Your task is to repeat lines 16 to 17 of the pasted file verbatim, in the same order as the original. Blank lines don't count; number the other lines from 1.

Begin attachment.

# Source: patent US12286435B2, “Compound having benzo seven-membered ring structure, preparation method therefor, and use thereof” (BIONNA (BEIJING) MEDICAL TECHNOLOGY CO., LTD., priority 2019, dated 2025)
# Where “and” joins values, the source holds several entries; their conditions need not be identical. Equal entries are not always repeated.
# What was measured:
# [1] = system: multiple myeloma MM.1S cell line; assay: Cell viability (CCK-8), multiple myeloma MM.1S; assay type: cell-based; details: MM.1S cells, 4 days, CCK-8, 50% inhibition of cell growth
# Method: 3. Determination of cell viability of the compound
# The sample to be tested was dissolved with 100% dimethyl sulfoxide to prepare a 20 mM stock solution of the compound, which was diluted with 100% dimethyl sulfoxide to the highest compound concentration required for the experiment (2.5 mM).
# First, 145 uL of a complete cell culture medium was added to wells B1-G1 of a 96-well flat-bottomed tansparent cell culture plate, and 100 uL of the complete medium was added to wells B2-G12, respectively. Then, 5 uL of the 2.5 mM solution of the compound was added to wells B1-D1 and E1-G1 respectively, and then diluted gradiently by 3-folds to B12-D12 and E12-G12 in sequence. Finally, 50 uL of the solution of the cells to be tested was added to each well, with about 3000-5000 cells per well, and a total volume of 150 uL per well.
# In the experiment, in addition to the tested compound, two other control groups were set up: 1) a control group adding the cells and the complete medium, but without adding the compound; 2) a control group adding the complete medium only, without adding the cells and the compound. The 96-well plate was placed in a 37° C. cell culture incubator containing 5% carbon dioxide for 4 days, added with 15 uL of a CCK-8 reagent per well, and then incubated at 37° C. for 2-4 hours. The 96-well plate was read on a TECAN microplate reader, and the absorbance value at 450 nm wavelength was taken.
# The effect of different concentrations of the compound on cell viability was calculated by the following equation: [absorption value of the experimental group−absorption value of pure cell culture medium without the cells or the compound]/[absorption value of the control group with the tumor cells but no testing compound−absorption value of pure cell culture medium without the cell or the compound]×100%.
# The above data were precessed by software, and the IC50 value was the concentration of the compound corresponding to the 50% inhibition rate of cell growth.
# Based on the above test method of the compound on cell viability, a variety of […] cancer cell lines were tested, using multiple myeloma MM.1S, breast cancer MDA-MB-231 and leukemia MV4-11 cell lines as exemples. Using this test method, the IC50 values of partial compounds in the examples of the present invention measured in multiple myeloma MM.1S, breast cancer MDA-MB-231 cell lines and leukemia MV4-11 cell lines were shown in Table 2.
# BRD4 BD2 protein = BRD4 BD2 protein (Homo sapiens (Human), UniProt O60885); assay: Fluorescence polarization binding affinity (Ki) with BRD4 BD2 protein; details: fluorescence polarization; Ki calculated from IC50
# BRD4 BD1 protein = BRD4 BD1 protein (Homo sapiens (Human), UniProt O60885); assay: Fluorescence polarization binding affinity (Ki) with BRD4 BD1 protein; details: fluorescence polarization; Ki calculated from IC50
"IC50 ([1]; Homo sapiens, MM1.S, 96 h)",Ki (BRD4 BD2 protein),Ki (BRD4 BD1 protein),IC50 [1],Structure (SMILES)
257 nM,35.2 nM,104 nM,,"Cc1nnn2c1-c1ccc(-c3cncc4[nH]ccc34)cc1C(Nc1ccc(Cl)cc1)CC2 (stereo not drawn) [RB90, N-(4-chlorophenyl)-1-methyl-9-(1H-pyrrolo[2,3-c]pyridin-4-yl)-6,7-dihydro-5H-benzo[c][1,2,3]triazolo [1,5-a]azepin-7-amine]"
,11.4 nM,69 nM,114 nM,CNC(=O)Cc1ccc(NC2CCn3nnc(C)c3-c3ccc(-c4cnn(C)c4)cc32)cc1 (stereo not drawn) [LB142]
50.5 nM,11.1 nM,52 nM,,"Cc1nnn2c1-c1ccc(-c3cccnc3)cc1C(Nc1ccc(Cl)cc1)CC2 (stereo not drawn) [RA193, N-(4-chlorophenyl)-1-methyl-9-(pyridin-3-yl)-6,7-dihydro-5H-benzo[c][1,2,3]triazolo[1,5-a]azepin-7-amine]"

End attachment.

,11.4 nM,69 nM,114 nM,CNC(=O)Cc1ccc(NC2CCn3nnc(C)c3-c3ccc(-c4cnn(C)c4)cc32)cc1 (stereo not drawn) [LB142]
50.5 nM,11.1 nM,52 nM,,"Cc1nnn2c1-c1ccc(-c3cccnc3)cc1C(Nc1ccc(Cl)cc1)CC2 (stereo not drawn) [RA193, N-(4-chlorophenyl)-1-methyl-9-(pyridin-3-yl)-6,7-dihydro-5H-benzo[c][1,2,3]triazolo[1,5-a]azepin-7-amine]"